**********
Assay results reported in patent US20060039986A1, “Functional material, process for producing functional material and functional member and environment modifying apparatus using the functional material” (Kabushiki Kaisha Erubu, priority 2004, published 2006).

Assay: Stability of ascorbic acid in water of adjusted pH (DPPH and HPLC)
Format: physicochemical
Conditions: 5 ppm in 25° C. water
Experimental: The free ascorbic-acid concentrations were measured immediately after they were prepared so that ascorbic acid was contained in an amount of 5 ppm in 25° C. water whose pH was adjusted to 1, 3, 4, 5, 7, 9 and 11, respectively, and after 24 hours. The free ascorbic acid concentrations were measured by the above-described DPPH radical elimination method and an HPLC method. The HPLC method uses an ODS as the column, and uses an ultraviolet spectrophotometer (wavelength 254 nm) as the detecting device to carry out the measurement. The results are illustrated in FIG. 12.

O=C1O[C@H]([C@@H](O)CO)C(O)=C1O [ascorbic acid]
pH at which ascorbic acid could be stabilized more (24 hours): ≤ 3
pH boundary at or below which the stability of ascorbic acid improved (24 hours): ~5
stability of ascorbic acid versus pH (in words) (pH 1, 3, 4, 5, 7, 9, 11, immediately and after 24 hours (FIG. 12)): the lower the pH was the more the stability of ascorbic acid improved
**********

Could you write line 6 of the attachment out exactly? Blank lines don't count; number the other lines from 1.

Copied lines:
O=C1O[C@H]([C@@H](O)CO)C(O)=C1O [ascorbic acid]